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Longitudinal Trajectories and Predictors of Functional Impairment in Mild Cognitive Impairment, Alzheimer’s Disease, and Vascular Dementia

Abstract
Functional disability in older persons with cognitive impairment is associated with reduced quality of life and greater mortality, health care utilization, and caregiver burden. Episodic memory, executive function, apathy, depressive symptoms, and medical burden have been identified as cross-sectional predictors of functional disability but have received little longitudinal investigation in a way that explicates how changes in these variables relates to functional disability. Functional disability also drives the distinction between the diagnoses of Mild Cognitive Impairment (MCI) and dementia; however, little is known about the rates of functional decline in these groups over time. This study utilized multi-level modeling to determine the longitudinal associations between episodic memory, executive function, apathy, depressive symptoms, and medical burden and functional decline in older persons with MCI and two of the most prevalent types of dementia, Alzheimer’s disease and vascular dementia. Results provide support for the longitudinal associations between memory, executive function, and apathy symptoms and instrumental activities of daily living (IADL) performance. Alzheimer’s disease was associated with a faster rate of function decline than normal aging and vascular dementia, but a rate not significantly different than seen in MCI. Longitudinal decline in IADLs was non-significant in both normal aging and vascular dementia.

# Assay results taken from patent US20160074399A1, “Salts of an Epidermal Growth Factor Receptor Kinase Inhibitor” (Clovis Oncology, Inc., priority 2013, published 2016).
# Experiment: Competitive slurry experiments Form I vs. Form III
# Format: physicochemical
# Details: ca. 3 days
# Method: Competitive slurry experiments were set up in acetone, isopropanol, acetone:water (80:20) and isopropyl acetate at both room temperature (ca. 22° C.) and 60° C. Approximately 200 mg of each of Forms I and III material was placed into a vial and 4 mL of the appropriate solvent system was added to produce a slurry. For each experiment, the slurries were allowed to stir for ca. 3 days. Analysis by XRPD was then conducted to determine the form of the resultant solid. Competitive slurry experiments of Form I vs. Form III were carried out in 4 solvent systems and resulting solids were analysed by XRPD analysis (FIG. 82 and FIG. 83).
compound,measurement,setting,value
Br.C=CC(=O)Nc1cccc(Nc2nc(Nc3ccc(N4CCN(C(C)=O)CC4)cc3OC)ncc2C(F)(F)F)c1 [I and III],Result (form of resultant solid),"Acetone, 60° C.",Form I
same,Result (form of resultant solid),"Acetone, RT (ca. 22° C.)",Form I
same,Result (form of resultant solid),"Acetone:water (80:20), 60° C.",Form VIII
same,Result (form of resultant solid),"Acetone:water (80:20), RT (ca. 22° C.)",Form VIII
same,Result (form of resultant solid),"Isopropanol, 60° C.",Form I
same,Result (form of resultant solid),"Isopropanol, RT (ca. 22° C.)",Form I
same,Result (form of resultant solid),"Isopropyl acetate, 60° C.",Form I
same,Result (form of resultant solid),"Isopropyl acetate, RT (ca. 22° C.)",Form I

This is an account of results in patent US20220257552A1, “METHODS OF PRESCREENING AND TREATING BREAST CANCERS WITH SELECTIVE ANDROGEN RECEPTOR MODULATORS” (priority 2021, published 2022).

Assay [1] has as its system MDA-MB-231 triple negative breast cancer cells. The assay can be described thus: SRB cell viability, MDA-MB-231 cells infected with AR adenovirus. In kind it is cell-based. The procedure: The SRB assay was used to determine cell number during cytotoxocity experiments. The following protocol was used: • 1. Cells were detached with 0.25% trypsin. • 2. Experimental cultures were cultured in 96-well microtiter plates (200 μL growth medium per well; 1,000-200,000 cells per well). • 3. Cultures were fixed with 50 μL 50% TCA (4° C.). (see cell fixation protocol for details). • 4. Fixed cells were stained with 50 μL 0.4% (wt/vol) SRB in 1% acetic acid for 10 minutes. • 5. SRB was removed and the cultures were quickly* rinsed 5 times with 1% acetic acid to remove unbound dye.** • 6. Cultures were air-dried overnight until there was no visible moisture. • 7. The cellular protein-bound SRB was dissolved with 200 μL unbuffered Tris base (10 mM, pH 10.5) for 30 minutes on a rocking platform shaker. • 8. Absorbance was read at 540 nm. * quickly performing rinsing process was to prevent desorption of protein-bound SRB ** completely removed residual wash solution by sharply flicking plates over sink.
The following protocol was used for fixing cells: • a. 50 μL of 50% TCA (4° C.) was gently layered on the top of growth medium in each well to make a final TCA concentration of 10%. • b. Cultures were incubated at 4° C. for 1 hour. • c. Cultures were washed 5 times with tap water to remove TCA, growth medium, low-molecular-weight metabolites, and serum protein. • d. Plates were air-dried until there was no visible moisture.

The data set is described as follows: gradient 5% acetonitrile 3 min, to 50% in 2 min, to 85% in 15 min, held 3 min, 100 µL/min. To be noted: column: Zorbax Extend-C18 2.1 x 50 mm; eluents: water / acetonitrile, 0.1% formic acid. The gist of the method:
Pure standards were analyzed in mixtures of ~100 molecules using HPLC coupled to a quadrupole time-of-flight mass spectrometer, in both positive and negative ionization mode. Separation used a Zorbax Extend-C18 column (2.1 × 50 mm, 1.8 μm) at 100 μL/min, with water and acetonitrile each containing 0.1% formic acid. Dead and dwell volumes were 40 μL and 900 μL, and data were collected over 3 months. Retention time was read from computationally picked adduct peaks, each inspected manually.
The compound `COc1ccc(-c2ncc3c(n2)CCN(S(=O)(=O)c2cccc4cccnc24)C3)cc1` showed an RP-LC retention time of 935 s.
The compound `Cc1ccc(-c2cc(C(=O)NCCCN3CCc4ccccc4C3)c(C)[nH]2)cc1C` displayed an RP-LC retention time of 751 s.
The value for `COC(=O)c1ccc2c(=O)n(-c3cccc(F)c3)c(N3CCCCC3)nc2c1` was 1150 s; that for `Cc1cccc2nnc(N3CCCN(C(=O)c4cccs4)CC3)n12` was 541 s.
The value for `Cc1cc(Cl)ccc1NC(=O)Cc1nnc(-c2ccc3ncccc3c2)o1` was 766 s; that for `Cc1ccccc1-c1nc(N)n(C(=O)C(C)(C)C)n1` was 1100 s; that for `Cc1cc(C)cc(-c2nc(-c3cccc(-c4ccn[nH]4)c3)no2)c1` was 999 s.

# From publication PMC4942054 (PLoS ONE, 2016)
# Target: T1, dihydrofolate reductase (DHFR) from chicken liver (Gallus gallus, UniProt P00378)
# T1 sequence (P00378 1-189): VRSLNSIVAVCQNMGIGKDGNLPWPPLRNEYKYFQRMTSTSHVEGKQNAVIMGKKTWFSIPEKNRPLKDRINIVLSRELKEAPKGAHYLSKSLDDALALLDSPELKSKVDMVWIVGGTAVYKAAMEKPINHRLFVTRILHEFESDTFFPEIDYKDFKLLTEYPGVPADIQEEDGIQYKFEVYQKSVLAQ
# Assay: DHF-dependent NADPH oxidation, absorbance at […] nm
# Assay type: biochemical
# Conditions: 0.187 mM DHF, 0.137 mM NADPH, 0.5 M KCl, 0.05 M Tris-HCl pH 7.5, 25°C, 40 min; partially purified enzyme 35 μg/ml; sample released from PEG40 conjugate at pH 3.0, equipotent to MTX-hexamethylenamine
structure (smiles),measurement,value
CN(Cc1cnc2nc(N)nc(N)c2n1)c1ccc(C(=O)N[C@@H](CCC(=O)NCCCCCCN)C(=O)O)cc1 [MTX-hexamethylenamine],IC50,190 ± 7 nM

Type
dissertation
Date
2/1/14
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